What does the future hold for virtual fitness? A hybrid model, possibly
Stock prices for companies like Peloton and Zoom have soared in recent months.
It was a busy week on the stock market for companies like Zoom and Peloton, the virtual fitness platform that allows users to exercise anywhere using its app, bike and treadmill. These companies along with other products that people have been using in their homes during the pandemic have seen stock prices soar in recent months.
On Monday, Zoom and Peloton took a hit after news of the effectiveness of a vaccine from the drug maker Pfizer, with investors hoping more people would start doing things outside their homes sooner than originally anticipated. Throughout the week, Zoom and Peloton’s prices crept up steadily after the complexities and challenges of getting a vaccine to the general public were revealed.
This week, as part of ABC's "Perspective" podcast, ABC's Daria Albinger spoke with Dave Packles, the irector of Product at Peloton, and Austin Cohen, the CEO of the app FlexIt, on what working out from home will look like once people resume normal activities.
"People have been treating fitness as a meeting," Cohen said. "They have a thirty minute meeting. They go workout virtually for thirty minutes. They go back to their desk. Right? And then one hour past that first meeting that they had, and they're back to work... It's easy. It's beautiful. You don't waste time commuting to the gym."
Packles said people have adjusted after months of training in their houses.
"In reality, people are being introduced to this [home workouts] for the first time. The norm was: 'To get a workout in, I must go to a gym. I must go to a boutique class.' Working out from home wasn't as widespread. I think the pandemic is forcing people to kind of re-examine that. So you kind of have more people who are now trying it."
Packles also said Peloton tries to tailor its workouts to different types of exercises, not just indoor bike riding, because people generally prefer to diversify their training and work out more than just by themselves.
"Working out in the physical presence of another person is always going to be the best,” Packles told ABC's "Perspective" podcast. “Going for an outdoor ride with a friend, potentially going to a boutique class or going to the Peloton studio and feeling the energy of the people around you in the room? That's always going to be such an amazing experience.”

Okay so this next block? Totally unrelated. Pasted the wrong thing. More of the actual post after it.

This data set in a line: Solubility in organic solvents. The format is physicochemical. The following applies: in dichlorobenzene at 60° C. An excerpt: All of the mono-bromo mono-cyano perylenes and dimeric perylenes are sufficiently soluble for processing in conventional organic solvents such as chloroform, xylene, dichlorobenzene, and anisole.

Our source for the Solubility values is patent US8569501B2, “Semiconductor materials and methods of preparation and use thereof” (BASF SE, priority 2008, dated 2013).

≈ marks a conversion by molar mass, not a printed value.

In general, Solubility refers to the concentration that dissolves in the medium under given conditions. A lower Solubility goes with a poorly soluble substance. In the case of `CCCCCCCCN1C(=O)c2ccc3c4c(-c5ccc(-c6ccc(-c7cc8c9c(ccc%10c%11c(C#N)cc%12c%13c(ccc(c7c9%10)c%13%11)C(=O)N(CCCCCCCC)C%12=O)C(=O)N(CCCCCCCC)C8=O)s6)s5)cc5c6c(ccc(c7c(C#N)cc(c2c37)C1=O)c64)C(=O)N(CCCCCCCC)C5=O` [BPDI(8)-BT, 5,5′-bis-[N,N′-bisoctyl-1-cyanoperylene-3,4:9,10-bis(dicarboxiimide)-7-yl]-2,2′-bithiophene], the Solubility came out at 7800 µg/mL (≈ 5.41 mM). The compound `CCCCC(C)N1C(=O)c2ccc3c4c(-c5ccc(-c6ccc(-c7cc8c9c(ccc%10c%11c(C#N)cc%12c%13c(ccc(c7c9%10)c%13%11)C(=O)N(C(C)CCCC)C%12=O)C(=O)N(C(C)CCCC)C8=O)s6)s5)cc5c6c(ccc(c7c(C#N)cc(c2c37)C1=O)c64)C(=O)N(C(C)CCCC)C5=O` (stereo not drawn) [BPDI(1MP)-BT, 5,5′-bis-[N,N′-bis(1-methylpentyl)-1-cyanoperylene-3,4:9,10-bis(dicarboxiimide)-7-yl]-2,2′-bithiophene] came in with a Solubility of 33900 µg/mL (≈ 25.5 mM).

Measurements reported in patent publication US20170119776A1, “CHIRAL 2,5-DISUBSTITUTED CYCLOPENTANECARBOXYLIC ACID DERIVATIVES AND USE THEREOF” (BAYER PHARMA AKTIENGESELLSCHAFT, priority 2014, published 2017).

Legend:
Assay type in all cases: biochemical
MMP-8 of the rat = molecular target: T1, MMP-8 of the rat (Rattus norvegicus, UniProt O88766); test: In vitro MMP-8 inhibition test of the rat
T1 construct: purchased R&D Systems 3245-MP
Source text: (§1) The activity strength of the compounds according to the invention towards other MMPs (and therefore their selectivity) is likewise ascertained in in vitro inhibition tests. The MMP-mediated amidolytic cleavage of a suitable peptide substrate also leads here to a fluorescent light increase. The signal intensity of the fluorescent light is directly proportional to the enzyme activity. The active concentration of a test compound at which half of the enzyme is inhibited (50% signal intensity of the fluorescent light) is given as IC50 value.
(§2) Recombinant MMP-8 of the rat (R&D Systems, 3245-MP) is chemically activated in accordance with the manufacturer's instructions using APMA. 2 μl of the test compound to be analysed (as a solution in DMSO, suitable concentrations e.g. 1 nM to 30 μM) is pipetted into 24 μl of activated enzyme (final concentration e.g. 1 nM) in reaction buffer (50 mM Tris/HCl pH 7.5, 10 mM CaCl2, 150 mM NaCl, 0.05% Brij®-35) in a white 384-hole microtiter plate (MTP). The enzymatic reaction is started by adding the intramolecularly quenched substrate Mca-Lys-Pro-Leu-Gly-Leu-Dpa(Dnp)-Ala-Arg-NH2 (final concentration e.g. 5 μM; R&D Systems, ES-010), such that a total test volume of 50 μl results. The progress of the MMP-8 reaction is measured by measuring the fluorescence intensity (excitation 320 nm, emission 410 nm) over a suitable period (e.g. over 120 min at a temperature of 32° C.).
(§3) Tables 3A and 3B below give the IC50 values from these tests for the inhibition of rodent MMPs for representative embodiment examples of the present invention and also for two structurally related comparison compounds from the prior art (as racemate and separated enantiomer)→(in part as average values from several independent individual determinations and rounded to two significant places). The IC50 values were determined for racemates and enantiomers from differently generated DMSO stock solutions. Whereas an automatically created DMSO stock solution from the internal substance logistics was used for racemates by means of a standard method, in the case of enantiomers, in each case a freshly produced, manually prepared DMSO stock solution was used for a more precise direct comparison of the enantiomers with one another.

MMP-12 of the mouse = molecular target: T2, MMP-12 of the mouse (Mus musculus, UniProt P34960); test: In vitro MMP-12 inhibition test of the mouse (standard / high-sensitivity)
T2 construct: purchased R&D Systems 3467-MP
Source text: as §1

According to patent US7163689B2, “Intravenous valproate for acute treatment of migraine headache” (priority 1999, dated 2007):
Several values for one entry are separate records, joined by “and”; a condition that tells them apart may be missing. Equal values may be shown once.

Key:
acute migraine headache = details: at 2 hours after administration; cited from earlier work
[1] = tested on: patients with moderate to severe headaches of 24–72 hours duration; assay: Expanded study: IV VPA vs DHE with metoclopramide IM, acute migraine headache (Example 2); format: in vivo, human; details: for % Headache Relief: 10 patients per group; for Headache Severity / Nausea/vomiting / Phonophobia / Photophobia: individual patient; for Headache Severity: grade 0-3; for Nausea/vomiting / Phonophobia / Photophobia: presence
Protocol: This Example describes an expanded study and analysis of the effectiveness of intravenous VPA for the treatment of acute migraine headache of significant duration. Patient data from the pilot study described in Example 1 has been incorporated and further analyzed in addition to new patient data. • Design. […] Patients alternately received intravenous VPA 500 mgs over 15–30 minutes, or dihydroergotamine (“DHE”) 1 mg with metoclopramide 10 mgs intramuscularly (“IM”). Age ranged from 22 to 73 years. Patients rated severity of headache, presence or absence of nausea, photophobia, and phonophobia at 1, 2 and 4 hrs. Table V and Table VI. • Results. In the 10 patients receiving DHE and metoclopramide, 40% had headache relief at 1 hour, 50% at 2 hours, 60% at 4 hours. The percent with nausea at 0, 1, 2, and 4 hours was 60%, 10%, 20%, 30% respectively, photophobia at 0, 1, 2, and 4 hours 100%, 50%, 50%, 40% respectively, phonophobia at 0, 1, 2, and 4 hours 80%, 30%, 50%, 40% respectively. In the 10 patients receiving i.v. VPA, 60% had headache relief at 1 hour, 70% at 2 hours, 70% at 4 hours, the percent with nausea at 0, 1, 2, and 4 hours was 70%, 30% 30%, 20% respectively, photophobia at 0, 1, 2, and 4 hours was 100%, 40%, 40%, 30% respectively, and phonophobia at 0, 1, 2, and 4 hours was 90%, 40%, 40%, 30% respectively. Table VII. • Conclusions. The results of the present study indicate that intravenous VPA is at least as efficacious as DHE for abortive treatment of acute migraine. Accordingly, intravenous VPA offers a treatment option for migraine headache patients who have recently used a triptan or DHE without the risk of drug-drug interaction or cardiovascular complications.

“I think Peloton aims to try to capture the best things of that and bring that to them," Packles added.
Cohen said the trend has even driven demand for a new job, the virtual trainer. However, he does not believe it will make gyms a thing of the past.
"Even if you're not standing next to someone physically, they can still effectively be in your presence, motivate you, and hold you accountable. It's a trend that we're going to continue to see and it's going to come to the forefront over the next few years... Gyms are not going away. A lot of people have suggested that they may, but they're not. At the end of the day, you cannot lift weights, for example, at home the way you can at the gym. And people are social beings. They still want to be out there, be around people. It's motivating to be in a gym. With that said, virtual fitness has gone crazy over the last few months and that's not going to go anywhere. What the future will hold is a hybrid model. So if you were someone who used to go to the gym seven days a week... you may go to the gym three, four, five times a week, and supplement your gym access with virtual fitness."
"We crave that human connection and I think we all miss that,” said Packles. “So, I really do hope that it's a mix going back [to the gym], but hopefully more and more people are experiencing Peloton together in the future as well."
Listen to the full report and the rest of this past week’s highlights from Perspective.
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